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Anglers continue wait for improved ice conditions

The Bemidji area is still looking more brown than white, with Christmas a little more than one week away.

The ice conditions continue to slowly improve but the ice thickness varies greatly among the lakes, depending on how long each lake has been frozen.

The late freeze-up caused many lakes to freeze in sections, with the ice often thicker near shore than it is over deep water in the middle of the lakes.

The lack of snow on the lakes has helped create good strong ice but temperatures have been too warm to make ice quickly, with some melting and re-freezing on the lakes this past week.

Strong winds can also have a negative effect on the ice conditions, with ice heaves and cracks forming on the larger lakes when strong winds blow.

A night or two with temperatures near or below zero could help add a couple more inches of ice quickly, which would give anglers better access to more lakes over the holidays.

Until there is some colder weather the ice on the lakes will continue to be suspect and anglers need to constantly assess the ice conditions, even while they are out on the lakes fishing.

There are many stories of anglers going onto the ice in the morning and then having something happen to the ice while they are fishing that separates them from shore. It has already happened three times this year on Upper Red Lake.

Many anglers get a break from school or work between Christmas and New Years Day, which makes the Christmas holiday break one of the busiest times of the year for ice fishing.

Resorts on many of the larger lakes are anxious to get their sleeper houses and other rental houses onto the ice so they don't miss out on any potential revenue over the holidays.

The east half of Upper Red Lake and the south end of Lake of the Woods both have between nine and 11 inches of ice, with lakes closer to Bemidji only having four to eight inches of ice in most areas.

Anglers can call ahead to the resorts where they plan to access the lakes or check on their websites for the most current fishing reports and ice condition updates.

Bait store employees hear all the talk among anglers on their way to the lakes, so they are another good resource for questions about the ice conditions on specific lakes.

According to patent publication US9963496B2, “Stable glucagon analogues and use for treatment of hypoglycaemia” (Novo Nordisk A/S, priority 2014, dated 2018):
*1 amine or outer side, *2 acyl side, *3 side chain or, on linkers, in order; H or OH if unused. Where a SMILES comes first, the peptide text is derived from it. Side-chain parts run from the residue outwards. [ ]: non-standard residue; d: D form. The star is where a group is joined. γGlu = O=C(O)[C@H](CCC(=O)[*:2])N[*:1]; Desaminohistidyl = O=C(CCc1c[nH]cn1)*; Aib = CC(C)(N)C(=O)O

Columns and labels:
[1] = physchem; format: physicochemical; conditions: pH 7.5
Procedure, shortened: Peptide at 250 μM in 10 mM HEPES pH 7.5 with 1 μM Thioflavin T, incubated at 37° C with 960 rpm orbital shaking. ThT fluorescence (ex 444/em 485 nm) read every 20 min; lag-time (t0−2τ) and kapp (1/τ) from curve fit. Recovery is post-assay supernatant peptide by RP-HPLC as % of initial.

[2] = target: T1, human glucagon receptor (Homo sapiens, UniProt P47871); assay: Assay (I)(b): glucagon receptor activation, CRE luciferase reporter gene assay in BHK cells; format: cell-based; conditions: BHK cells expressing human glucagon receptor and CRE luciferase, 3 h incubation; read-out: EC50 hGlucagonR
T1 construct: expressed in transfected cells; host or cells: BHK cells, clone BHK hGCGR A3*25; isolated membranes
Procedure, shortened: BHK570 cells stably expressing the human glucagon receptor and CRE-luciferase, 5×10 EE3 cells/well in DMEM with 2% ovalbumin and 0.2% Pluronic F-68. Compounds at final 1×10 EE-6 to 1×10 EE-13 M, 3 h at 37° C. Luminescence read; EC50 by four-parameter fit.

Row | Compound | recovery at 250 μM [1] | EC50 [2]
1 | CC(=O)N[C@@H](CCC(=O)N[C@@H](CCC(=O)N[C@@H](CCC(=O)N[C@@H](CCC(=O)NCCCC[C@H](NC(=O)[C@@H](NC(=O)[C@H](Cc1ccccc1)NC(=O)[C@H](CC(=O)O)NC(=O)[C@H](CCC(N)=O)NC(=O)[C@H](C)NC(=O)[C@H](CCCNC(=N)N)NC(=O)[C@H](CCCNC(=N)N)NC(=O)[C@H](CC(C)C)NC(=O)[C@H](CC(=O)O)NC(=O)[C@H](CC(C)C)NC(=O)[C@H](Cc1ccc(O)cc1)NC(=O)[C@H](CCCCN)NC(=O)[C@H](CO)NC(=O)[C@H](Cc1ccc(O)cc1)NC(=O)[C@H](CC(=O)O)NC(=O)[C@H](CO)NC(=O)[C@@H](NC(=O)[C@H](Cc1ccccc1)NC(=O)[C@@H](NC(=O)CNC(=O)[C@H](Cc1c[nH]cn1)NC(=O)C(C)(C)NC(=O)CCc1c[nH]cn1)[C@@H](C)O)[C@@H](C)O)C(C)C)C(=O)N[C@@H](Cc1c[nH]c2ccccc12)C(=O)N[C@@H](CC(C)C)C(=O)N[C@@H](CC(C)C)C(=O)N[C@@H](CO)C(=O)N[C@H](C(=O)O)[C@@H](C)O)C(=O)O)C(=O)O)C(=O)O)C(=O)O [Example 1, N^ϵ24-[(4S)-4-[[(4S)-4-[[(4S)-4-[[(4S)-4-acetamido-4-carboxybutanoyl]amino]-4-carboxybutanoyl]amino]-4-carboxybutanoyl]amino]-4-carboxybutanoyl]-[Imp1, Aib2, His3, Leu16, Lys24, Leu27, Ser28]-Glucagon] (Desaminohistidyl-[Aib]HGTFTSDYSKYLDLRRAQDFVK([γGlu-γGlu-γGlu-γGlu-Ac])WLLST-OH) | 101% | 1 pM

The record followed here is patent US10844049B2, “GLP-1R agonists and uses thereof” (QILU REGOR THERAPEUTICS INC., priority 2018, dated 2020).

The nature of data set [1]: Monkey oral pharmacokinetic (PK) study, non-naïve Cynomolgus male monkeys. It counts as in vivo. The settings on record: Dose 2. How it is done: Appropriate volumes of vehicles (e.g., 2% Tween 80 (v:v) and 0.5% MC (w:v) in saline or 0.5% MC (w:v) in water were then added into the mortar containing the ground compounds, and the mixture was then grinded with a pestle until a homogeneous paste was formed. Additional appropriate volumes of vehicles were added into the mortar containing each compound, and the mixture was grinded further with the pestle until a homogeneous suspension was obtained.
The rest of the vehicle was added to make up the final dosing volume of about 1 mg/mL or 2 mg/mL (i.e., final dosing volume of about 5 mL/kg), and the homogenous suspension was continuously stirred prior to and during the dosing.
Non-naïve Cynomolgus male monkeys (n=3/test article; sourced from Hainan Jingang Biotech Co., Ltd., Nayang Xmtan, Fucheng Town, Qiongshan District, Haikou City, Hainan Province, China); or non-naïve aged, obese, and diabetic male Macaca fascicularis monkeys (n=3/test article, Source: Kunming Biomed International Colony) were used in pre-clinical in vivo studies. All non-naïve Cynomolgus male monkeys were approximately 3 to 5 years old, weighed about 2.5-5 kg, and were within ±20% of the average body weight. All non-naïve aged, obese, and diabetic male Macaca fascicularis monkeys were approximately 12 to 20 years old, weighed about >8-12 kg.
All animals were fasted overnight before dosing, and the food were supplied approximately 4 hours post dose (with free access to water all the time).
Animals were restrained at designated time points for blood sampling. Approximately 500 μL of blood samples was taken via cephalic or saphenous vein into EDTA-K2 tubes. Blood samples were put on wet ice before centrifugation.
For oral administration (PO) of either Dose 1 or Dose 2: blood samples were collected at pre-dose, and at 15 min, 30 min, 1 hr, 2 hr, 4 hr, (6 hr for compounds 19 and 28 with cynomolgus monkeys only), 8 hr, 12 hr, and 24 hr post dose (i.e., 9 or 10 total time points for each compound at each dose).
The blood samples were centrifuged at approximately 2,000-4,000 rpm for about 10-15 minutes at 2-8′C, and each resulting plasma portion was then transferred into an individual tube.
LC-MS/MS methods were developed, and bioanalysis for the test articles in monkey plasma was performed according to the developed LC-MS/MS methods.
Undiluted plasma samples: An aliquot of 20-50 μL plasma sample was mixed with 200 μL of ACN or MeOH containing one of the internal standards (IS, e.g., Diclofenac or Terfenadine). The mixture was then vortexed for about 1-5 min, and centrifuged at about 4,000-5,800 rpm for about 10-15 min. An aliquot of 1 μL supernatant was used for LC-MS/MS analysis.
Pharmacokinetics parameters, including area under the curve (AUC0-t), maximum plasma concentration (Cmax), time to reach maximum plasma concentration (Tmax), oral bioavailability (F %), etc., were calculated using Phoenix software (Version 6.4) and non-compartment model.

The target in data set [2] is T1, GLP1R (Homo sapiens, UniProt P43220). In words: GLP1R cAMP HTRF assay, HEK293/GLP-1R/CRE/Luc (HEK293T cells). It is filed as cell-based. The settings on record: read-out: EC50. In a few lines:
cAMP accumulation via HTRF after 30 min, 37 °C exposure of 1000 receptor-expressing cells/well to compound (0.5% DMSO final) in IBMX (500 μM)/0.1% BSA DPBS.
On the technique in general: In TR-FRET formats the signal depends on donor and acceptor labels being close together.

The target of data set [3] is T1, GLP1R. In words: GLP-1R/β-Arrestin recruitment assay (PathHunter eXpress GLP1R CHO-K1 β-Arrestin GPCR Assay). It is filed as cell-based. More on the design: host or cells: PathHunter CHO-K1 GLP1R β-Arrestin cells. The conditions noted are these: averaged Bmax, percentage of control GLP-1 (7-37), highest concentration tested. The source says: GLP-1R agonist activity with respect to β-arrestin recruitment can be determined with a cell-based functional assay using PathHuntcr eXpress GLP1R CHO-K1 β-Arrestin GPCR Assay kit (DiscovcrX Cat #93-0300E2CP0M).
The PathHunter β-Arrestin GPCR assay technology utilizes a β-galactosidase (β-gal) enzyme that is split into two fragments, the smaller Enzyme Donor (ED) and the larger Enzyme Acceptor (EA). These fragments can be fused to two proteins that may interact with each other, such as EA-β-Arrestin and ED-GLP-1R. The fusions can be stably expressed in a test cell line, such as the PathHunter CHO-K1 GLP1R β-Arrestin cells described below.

Walleye fishing has been good along the shoreline break on Upper Red Lake in six to nine feet of water. Most anglers are having the best action in the mornings and evenings, with the best day bite on cloudy days because of the clear ice.

Upper Red Lake receives heavy fishing pressure early in the season because of the high numbers of walleyes, thicker ice and many good accesses to the lake.

Anglers have been using ATVs and snowmobiles to access Upper Red Lake and Lake of the Woods but, hopefully, there will be enough ice for vehicles by Christmas.

While there have been anglers on many of the shallow lakes in the Bemidji area, most anglers are avoiding the deep lakes like Bemidji, Cass and Walker Bay of Leech Lake because of the thin ice.

Anglers planning to fish one of the deep lakes need to personally check the ice conditions and stick to the shoreline dropoff until the ice is thicker.

Anglers using ATVs and snowmobiles to access some of the shallow lakes should make sure they have a safe path to their favorite spots before driving on the ice. It takes at least six inches of good ice to support an ATV or snowmobile, so there is little margin for error on most lakes.

A good idea for a stocking stuffer for an avid ice angler is a set of ice picks to help anglers pull themselves out of the ice in an emergency. Another good gift idea is a set of ice cleats that fit over a pair of boots to help anglers avoid a nasty fall on the ice.

Paul A. Nelson runs the Bemidji Area Lakes Guide Service. He can be e-mailed at